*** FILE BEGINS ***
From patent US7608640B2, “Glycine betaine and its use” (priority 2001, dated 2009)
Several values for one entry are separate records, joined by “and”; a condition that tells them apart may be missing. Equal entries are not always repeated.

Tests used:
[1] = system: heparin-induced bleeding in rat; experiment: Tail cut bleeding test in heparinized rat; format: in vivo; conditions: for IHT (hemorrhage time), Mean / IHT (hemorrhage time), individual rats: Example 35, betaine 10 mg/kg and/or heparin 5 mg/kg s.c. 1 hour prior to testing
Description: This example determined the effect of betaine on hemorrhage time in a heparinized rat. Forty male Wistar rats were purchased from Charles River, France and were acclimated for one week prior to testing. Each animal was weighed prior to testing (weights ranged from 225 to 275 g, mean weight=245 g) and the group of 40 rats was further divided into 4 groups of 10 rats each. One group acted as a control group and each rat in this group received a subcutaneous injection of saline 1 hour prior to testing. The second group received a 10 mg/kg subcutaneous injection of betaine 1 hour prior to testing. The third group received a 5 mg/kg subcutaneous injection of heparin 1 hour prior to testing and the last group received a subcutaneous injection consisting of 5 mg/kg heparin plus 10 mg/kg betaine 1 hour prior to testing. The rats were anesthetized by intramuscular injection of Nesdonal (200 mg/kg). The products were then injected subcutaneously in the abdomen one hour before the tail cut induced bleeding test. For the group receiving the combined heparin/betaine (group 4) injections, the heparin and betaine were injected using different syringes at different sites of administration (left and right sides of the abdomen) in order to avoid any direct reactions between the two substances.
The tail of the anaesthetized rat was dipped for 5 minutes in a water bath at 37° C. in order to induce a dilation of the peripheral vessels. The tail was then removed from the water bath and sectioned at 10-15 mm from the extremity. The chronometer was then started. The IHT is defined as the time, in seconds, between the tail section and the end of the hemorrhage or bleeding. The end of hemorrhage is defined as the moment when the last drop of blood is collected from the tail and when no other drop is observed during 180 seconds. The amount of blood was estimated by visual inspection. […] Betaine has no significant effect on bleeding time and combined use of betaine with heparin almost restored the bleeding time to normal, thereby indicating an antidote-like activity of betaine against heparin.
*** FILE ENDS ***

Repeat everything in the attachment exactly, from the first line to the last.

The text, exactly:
From patent US7608640B2, “Glycine betaine and its use” (priority 2001, dated 2009)
Several values for one entry are separate records, joined by “and”; a condition that tells them apart may be missing. Equal entries are not always repeated.

Tests used:
[1] = system: heparin-induced bleeding in rat; experiment: Tail cut bleeding test in heparinized rat; format: in vivo; conditions: for IHT (hemorrhage time), Mean / IHT (hemorrhage time), individual rats: Example 35, betaine 10 mg/kg and/or heparin 5 mg/kg s.c. 1 hour prior to testing
Description: This example determined the effect of betaine on hemorrhage time in a heparinized rat. Forty male Wistar rats were purchased from Charles River, France and were acclimated for one week prior to testing. Each animal was weighed prior to testing (weights ranged from 225 to 275 g, mean weight=245 g) and the group of 40 rats was further divided into 4 groups of 10 rats each. One group acted as a control group and each rat in this group received a subcutaneous injection of saline 1 hour prior to testing. The second group received a 10 mg/kg subcutaneous injection of betaine 1 hour prior to testing. The third group received a 5 mg/kg subcutaneous injection of heparin 1 hour prior to testing and the last group received a subcutaneous injection consisting of 5 mg/kg heparin plus 10 mg/kg betaine 1 hour prior to testing. The rats were anesthetized by intramuscular injection of Nesdonal (200 mg/kg). The products were then injected subcutaneously in the abdomen one hour before the tail cut induced bleeding test. For the group receiving the combined heparin/betaine (group 4) injections, the heparin and betaine were injected using different syringes at different sites of administration (left and right sides of the abdomen) in order to avoid any direct reactions between the two substances.
The tail of the anaesthetized rat was dipped for 5 minutes in a water bath at 37° C. in order to induce a dilation of the peripheral vessels. The tail was then removed from the water bath and sectioned at 10-15 mm from the extremity. The chronometer was then started. The IHT is defined as the time, in seconds, between the tail section and the end of the hemorrhage or bleeding. The end of hemorrhage is defined as the moment when the last drop of blood is collected from the tail and when no other drop is observed during 180 seconds. The amount of blood was estimated by visual inspection. […] Betaine has no significant effect on bleeding time and combined use of betaine with heparin almost restored the bleeding time to normal, thereby indicating an antidote-like activity of betaine against heparin.